Friday, August 2, 2013


I'm writing this just a few weeks after the conclusion of the George Zimmerman trial. Without going into the merits of the case itself I would like to use it as a great example of one of those myths that I see pop up on a regular basis. That myth is the idea that as long as you have a good shooting, where you are justified in what you did, there is nothing to worry about. This will most often come up in discussions about firearm modifications, but I've seen it presented with things like ammunition selection, tactics and assorted other issues.

So what is the issue? It is generally phrased something like "As long as my shooting was legally justified it doesn't matter if I ____________." And in a perfect world it probably shouldn't matter. However, we live in a less than perfect world and so it can matter. Let's do a common one, trigger modification. Someone buys an after-market trigger that is specifically designed to imitate the Glock target setup. Why do they buy an aftermarket part? Because Glock Inc. is on record as saying that particular combination of trigger and connector is for recreational use and is not designed to be used for self defense, and thus they will only sell it as a one-for-one replacement part to those who already have the target assembly. I won't debate the wisdom (or lack) of Glock with this marketing decision, but like it or not Glock Inc. has made that decision and you have ignored it and put the target assembly in your gun.

How does this work out in court? Let's say you have been in a shooting. You have won. It seems clear that you are the good guy and he was the bad guy. But, for whatever reason, be it politics, an anti-gun agenda, public pressure, or whatever else, you find yourself charged with a criminal act. Your trigger pull weight won't matter, right? WRONG! Anything that can be used to make you look unfavorable to the jury will be used. "But wait" you say. "Nobody has ever been convicted because of a trigger modification!" While that is debatable it is also irrelevant. Convictions rarely hinge on a single item or issue. Juries look at the whole picture, and you can bet the prosecution will talk about how you modified your trigger. In fact, you actually did something to the gun the factory specifically recommends against and that virtually every LE organization that issues the gun prohibits as being unsafe. Does that send you to jail? No, but it is one more bit of information the jury considers when thinking about you.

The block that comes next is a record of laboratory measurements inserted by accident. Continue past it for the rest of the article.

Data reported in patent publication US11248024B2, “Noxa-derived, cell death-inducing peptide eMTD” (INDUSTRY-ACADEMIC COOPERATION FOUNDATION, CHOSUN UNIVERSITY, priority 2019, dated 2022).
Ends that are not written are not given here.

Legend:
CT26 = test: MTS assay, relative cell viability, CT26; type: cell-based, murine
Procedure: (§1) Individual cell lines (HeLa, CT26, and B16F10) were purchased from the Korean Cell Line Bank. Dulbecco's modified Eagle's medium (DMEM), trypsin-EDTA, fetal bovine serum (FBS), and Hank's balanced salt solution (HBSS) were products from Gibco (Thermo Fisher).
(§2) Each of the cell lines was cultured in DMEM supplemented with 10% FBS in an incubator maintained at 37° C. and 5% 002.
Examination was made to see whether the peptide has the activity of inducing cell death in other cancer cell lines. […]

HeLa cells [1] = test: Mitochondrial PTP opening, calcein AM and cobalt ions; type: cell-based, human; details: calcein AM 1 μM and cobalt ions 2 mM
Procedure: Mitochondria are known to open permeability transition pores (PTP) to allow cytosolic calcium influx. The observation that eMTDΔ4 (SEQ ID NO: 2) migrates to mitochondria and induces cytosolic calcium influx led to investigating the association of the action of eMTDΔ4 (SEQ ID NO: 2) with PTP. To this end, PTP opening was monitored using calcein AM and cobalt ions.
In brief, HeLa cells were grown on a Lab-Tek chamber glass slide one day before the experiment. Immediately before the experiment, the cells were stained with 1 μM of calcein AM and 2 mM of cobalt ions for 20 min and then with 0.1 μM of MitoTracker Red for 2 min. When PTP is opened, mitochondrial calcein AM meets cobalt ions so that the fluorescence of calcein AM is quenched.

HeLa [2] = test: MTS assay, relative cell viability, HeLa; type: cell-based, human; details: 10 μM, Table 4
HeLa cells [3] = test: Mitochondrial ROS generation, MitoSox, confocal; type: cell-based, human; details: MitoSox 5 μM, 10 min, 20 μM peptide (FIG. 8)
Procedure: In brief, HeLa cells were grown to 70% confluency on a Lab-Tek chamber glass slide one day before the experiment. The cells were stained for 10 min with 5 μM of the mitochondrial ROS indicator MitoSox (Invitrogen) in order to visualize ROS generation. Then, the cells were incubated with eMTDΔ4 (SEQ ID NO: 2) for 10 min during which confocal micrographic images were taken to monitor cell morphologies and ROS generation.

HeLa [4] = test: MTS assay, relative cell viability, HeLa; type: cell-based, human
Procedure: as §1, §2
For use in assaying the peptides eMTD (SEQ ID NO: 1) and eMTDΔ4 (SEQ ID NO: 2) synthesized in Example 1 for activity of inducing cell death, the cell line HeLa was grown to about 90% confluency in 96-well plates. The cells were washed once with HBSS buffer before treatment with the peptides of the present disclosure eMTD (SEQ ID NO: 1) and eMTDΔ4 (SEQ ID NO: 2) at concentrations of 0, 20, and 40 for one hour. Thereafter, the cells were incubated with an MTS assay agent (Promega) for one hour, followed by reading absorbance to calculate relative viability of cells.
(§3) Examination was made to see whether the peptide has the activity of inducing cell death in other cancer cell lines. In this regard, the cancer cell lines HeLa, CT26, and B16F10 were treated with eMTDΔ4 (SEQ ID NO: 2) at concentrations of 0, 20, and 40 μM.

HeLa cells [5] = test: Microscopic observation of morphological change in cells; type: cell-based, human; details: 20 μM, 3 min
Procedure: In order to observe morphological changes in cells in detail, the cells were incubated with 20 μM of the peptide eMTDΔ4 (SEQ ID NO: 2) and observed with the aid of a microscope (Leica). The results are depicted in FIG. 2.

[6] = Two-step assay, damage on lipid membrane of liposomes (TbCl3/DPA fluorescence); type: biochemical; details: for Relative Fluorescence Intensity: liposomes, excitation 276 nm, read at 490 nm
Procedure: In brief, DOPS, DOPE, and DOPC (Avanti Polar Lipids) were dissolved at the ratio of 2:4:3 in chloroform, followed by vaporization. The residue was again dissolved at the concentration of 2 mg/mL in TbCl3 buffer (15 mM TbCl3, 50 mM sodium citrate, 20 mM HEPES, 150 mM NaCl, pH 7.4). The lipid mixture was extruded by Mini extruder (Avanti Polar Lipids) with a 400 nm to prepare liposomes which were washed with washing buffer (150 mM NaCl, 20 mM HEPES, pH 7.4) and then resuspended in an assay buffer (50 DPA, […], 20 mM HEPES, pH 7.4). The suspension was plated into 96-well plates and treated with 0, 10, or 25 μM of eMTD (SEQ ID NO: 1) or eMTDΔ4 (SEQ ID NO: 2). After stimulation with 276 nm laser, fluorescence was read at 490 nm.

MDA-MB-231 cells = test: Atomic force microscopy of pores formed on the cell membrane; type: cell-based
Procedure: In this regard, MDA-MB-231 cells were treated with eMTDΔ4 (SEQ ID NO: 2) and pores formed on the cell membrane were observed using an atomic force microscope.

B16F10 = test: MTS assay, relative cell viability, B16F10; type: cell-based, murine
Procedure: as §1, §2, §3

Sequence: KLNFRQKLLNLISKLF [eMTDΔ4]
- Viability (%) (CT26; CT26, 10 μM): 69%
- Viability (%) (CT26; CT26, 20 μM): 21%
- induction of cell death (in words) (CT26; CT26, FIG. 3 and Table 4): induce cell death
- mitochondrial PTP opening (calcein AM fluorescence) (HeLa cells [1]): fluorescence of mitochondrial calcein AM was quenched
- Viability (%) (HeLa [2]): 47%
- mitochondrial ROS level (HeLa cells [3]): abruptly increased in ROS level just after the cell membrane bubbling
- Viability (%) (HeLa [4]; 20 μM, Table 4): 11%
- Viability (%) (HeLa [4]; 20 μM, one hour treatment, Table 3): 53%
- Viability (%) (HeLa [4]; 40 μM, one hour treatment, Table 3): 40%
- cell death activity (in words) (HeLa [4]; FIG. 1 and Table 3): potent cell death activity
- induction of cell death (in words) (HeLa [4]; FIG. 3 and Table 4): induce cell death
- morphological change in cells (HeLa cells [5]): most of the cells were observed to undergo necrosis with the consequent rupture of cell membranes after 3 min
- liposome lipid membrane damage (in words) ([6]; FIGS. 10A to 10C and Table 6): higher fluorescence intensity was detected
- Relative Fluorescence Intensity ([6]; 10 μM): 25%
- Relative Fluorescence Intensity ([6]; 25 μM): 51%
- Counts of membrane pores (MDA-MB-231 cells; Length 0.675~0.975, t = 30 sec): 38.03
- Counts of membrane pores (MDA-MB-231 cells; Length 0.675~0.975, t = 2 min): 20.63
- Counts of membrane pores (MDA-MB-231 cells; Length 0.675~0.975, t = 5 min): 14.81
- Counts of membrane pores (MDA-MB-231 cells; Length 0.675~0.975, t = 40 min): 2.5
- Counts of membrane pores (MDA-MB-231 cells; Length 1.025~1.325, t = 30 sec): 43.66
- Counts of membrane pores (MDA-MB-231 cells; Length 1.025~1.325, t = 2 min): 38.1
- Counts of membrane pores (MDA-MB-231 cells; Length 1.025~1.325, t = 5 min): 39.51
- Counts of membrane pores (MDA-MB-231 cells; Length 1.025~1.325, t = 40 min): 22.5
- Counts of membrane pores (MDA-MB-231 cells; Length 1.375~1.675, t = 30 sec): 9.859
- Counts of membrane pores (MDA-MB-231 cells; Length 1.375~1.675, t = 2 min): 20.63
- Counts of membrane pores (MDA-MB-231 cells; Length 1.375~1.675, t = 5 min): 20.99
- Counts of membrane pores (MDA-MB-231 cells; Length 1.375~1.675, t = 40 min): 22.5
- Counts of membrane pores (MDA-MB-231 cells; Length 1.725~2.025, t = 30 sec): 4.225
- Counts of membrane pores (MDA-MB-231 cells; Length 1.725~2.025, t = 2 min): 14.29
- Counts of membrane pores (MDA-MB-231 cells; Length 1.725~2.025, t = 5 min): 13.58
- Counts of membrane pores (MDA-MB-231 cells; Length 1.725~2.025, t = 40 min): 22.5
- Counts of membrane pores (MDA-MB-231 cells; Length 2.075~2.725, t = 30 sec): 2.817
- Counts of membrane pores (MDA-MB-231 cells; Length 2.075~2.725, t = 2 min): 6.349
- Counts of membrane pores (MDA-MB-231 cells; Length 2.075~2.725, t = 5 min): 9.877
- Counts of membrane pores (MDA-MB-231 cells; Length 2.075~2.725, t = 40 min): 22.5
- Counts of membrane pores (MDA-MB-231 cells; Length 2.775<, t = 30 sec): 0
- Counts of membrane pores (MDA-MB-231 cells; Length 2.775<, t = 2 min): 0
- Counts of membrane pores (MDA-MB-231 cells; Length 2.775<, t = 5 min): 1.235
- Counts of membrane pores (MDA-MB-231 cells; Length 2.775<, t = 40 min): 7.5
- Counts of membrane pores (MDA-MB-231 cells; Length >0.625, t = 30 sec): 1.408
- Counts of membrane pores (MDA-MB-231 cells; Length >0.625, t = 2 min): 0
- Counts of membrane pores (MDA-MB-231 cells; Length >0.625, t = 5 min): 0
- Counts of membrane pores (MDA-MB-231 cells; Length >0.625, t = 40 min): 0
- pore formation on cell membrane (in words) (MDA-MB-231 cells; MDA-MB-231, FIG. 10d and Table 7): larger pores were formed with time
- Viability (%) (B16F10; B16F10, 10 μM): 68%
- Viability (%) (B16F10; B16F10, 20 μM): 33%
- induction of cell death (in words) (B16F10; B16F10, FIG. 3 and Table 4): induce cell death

Sure, I know and you know that it really doesn't matter that much. But it doesn't have to matter much as it is just one straw on the load the prosecutor is putting on the camels back, hoping it will break for the jury. Noted writer Mas Ayoob discusses this at length in many of his works. Whether you like Mas or not recognize one very important fact. He probably has more time in courtrooms testifying about firearms and shootings than any other person in the country, so when he talks it is worth paying attention.

Forget the jury conviction issue for a moment. I argue against much of this stuff on a purely monetary basis. If you make a modification to your gun there is a chance it will be an issue. If there is a chance it will be an issue the attorney has to prepare to deal with that issue. If the attorney has to prepare he will have an expert witness look at the issue. All of that adds to the bill. As an example I'm aware of a case where the fact that the good guy was using an ankle holster came up. Not a big deal in the overall scheme of things, but by the time the expert has researched ankle holsters, prepped the attorney, and the attorney had readied himself it added about $3000 to the defendant's bill. If you end up in a civil case after the criminal trial these things can be even more important.